Our living God offers you and me everything we can ever need and more. The Lord offers us eternal life that begins already now. Jeremiah’s Israel, however, traded all this for gods who could offer her nothing. In a vivid metaphor for such worthless idolatry, Jeremiah adds in verse 13 that Judah has dug her own “broken cisterns that cannot hold water.” She has, in other words, foolishly pinned her hopes on gods that “can’t hold water,” that can’t deliver what they promise.

    But what does this have to do with those whom we teach and to whom we preach, as well as us? We, after all, don’t worship idols made of stone or gold. Our “gods” aren’t fat Buddhas or mythical characters. But as Martin Luther once said, our god isn’t necessarily made of gold or bronze. It’s quite simply that thing which is most important to you and me.

    In the United States, next Monday is Labor Day on which we celebrate the gift of work. School has just started or will soon start for most of our students. A new church year of activities will soon begin. All of those things are wonderful gifts God has given us to use and enjoy . . . as long as we keep them in perspective.

    Our work is part of our daily worship that we offer to God. Education prepares people to play a proper role in both society and God’s kingdom. The church also, by God’s grace, helps you and me maintain a healthy daily walk with God. However, each of those things also has the potential to become our god. Our work, our schooling and even our church life easily replace God as the ultimate object of our deepest loyalty and affection.

    And if they do become most important to us, they’re little different than a fat Buddha or Canaan’s Baal. When things like our work, our education, our church life, or our families or our recreation become most important to us, they’re our worthless gods.

    Israel made herself worthless by worshipping such worthless gods. With this unsealed indictment against God’s people, God essentially takes her to court in verse 9. There God finds Israel’s actions, in light of all God has done for her, simply shocking.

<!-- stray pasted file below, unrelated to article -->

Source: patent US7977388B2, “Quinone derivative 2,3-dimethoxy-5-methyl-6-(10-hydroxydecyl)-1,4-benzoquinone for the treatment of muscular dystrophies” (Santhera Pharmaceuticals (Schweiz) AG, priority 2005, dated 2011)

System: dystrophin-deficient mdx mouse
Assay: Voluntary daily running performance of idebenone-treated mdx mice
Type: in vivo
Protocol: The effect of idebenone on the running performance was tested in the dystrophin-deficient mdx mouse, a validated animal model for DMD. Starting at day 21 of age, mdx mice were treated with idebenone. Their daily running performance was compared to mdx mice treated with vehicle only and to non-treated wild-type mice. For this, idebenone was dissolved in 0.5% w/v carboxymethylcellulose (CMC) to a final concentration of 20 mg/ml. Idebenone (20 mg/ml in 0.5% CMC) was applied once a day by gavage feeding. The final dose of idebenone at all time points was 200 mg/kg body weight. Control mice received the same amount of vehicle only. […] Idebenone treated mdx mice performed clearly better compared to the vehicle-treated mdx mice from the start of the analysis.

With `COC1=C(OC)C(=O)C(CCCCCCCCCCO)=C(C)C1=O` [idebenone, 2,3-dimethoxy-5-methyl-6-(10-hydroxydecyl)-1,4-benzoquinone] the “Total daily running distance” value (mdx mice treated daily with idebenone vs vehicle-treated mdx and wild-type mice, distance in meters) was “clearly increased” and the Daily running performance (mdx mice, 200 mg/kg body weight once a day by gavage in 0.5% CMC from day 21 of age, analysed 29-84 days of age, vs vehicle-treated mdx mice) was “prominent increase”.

Isn’t it unprecedented, the Lord says, that people would exchange a God who is their glory for “no gods”? Go to the other nations and find out, God says. They have far less reliable gods – yet even they don’t swap gods like Israel has!

    So God turns to the “jury,” to what verse 12 calls “the heavens,” and says they should be shocked and appalled at Israel’s nonsense. Then, however, God the Judge pronounces the Lord’s drastic sentence. Our translation renders verse 12, “Shudder with great horror.” Literally, however, the original language means, “be utterly desolate.” In other words, it’s as if God commands the heavens to dry up so that they don’t send any rain or any other kind of moisture.

    The inhuman heavens, unlike Israel, respond by obeying the living God. Jeremiah 14 describes the result of this command. Judah suffers through a brutal drought where she can find no water.

    So where can God’s parched people, both ancient and modern, find the true “spring of living water” that nourishes forever? In the gospel of John Jesus tells the Samaritan woman, “Whoever drinks of the water I give him will never thirst. Indeed, the water I give him will become in him a spring of water welling up to eternal life.”

    It’s worthless to abandon the Living Water that is Jesus Christ in pursuit of other water, whether it is work or anything else, that can’t satisfy. “What good,” after all, “is it” for us, Jesus asks in Mark 8:36, if we gain “the whole world,” yet “forfeit” our soul?

    As God did for Israel, God has freed you and me from slavery, in our case from our slavery to sin, Satan and death. The Lord has brought us into a land that’s so full of good gifts that we can’t even count them all. To abandon all that love shown to us in Jesus Christ is finally “worthless,” doing us no good, giving us only death.

    Illustration Idea

    People I’ll call George and Martha were married for almost thirty years when Alzheimer’s’ Disease first snuck and then stormed into her life. As that awful disease took over much of her life, when Martha looked at George, she saw not a husband, but a total stranger. She had completely forgotten what he did for her. In fact, Martha came to criticize George to his face and lavishly praise her first husband who’d been killed shortly after they were married.

    Of course, George’s plight didn’t perfectly mirror God’s. After all, Martha didn’t choose to forget him. A ghastly disease simply robbed her of her memory. Yet as painful as this was for George, it was only a taste of the pain God experienced because of any rejection of the Lord who has done so much for us.

  • The Lectionary Psalms +

    Psalm 112

    Author: Stan Mast

  • Lectionary Epistle +

    Hebrews 13:1-8, 15-16

    Author: Scott Hoezee